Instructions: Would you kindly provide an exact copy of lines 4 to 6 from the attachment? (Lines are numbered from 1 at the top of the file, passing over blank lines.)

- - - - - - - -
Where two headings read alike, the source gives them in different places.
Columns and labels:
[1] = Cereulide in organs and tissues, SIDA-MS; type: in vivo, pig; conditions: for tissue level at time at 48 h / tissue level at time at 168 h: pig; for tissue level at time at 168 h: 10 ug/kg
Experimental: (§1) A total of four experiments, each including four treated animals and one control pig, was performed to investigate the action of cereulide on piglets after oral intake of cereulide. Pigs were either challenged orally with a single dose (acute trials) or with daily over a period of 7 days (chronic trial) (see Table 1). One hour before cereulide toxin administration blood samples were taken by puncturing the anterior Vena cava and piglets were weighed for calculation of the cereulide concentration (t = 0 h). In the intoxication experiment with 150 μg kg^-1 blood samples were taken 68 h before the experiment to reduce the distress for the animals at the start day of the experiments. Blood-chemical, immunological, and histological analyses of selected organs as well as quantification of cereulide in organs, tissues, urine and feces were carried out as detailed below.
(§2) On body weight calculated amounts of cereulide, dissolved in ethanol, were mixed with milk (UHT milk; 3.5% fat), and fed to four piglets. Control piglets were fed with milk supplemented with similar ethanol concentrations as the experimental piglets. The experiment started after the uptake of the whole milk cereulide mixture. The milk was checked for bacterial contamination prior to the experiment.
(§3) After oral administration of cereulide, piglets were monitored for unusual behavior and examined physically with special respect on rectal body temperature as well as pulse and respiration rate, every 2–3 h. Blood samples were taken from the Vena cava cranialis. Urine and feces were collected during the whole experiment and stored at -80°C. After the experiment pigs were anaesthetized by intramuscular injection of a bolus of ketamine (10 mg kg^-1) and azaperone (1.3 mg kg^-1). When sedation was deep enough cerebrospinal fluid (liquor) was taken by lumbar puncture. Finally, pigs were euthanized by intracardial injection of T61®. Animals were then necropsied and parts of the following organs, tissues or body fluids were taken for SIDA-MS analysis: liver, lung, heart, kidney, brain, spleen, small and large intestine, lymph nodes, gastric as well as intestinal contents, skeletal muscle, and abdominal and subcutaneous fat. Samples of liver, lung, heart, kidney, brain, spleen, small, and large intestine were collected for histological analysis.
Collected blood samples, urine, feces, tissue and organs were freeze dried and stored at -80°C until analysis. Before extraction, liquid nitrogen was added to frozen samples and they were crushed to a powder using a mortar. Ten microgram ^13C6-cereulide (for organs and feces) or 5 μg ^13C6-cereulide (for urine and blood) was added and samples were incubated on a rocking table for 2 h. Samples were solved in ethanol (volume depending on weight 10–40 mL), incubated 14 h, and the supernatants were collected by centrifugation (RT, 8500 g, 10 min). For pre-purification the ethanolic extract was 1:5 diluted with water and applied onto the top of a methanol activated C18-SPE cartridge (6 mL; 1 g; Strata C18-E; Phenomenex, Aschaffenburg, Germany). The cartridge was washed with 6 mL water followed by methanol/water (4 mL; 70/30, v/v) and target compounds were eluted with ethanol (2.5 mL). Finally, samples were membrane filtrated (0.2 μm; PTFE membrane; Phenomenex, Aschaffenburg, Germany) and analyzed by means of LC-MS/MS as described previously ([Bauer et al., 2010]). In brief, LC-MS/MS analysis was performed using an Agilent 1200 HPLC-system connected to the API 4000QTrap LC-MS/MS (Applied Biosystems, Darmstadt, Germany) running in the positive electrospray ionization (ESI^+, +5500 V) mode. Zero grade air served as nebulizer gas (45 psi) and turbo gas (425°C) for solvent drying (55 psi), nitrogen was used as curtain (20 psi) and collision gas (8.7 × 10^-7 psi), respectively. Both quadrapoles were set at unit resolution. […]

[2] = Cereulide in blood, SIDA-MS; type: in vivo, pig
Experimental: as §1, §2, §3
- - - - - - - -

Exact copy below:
Experimental: (§1) A total of four experiments, each including four treated animals and one control pig, was performed to investigate the action of cereulide on piglets after oral intake of cereulide. Pigs were either challenged orally with a single dose (acute trials) or with daily over a period of 7 days (chronic trial) (see Table 1). One hour before cereulide toxin administration blood samples were taken by puncturing the anterior Vena cava and piglets were weighed for calculation of the cereulide concentration (t = 0 h). In the intoxication experiment with 150 μg kg^-1 blood samples were taken 68 h before the experiment to reduce the distress for the animals at the start day of the experiments. Blood-chemical, immunological, and histological analyses of selected organs as well as quantification of cereulide in organs, tissues, urine and feces were carried out as detailed below.
(§2) On body weight calculated amounts of cereulide, dissolved in ethanol, were mixed with milk (UHT milk; 3.5% fat), and fed to four piglets. Control piglets were fed with milk supplemented with similar ethanol concentrations as the experimental piglets. The experiment started after the uptake of the whole milk cereulide mixture. The milk was checked for bacterial contamination prior to the experiment.
(§3) After oral administration of cereulide, piglets were monitored for unusual behavior and examined physically with special respect on rectal body temperature as well as pulse and respiration rate, every 2–3 h. Blood samples were taken from the Vena cava cranialis. Urine and feces were collected during the whole experiment and stored at -80°C. After the experiment pigs were anaesthetized by intramuscular injection of a bolus of ketamine (10 mg kg^-1) and azaperone (1.3 mg kg^-1). When sedation was deep enough cerebrospinal fluid (liquor) was taken by lumbar puncture. Finally, pigs were euthanized by intracardial injection of T61®. Animals were then necropsied and parts of the following organs, tissues or body fluids were taken for SIDA-MS analysis: liver, lung, heart, kidney, brain, spleen, small and large intestine, lymph nodes, gastric as well as intestinal contents, skeletal muscle, and abdominal and subcutaneous fat. Samples of liver, lung, heart, kidney, brain, spleen, small, and large intestine were collected for histological analysis.